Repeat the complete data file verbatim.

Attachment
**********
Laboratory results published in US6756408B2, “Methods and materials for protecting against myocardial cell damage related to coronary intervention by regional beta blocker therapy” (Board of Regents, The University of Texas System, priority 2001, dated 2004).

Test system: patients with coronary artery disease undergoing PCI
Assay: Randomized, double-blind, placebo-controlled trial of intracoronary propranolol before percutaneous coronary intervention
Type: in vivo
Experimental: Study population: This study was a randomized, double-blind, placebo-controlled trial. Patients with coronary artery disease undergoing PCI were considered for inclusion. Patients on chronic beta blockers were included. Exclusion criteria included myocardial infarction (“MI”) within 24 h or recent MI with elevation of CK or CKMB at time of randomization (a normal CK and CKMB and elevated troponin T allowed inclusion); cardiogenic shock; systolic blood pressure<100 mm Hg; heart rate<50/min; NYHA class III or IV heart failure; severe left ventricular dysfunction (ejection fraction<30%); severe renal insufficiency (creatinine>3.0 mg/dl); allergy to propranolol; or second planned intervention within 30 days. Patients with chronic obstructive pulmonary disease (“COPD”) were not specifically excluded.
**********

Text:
Laboratory results published in US6756408B2, “Methods and materials for protecting against myocardial cell damage related to coronary intervention by regional beta blocker therapy” (Board of Regents, The University of Texas System, priority 2001, dated 2004).

Test system: patients with coronary artery disease undergoing PCI
Assay: Randomized, double-blind, placebo-controlled trial of intracoronary propranolol before percutaneous coronary intervention
Type: in vivo
Experimental: Study population: This study was a randomized, double-blind, placebo-controlled trial. Patients with coronary artery disease undergoing PCI were considered for inclusion. Patients on chronic beta blockers were included. Exclusion criteria included myocardial infarction (“MI”) within 24 h or recent MI with elevation of CK or CKMB at time of randomization (a normal CK and CKMB and elevated troponin T allowed inclusion); cardiogenic shock; systolic blood pressure<100 mm Hg; heart rate<50/min; NYHA class III or IV heart failure; severe left ventricular dysfunction (ejection fraction<30%); severe renal insufficiency (creatinine>3.0 mg/dl); allergy to propranolol; or second planned intervention within 30 days. Patients with chronic obstructive pulmonary disease (“COPD”) were not specifically excluded.